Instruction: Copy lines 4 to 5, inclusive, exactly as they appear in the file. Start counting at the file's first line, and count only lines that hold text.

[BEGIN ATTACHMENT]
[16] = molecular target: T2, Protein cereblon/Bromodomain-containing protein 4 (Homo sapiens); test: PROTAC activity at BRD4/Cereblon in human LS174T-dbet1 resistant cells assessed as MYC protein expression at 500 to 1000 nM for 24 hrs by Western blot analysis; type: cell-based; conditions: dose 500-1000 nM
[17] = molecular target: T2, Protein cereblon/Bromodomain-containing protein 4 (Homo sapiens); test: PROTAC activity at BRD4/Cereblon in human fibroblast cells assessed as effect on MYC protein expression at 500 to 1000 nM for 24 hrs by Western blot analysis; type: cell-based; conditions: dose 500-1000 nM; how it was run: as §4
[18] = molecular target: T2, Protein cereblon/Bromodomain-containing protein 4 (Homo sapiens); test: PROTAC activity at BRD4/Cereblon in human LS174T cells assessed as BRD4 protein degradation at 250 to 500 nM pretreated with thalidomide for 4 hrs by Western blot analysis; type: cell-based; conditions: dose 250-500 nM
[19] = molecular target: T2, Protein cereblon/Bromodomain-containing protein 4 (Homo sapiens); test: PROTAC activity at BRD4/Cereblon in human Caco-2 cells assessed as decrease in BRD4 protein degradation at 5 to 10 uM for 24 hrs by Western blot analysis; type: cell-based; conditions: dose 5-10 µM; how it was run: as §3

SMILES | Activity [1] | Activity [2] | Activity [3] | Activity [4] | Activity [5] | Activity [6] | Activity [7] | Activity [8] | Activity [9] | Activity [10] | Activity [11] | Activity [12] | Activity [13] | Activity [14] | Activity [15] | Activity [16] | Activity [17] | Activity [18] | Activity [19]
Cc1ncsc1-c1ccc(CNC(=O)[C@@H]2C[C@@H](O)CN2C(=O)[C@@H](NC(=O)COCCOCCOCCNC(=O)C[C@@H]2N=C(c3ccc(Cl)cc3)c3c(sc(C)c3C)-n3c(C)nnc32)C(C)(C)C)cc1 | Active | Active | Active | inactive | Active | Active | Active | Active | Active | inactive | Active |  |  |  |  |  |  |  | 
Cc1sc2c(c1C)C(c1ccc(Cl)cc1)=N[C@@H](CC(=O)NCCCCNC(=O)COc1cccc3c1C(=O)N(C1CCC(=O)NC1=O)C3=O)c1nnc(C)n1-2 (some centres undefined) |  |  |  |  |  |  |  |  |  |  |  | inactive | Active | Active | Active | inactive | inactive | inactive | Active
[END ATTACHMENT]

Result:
[19] = molecular target: T2, Protein cereblon/Bromodomain-containing protein 4 (Homo sapiens); test: PROTAC activity at BRD4/Cereblon in human Caco-2 cells assessed as decrease in BRD4 protein degradation at 5 to 10 uM for 24 hrs by Western blot analysis; type: cell-based; conditions: dose 5-10 µM; how it was run: as §3

SMILES | Activity [1] | Activity [2] | Activity [3] | Activity [4] | Activity [5] | Activity [6] | Activity [7] | Activity [8] | Activity [9] | Activity [10] | Activity [11] | Activity [12] | Activity [13] | Activity [14] | Activity [15] | Activity [16] | Activity [17] | Activity [18] | Activity [19]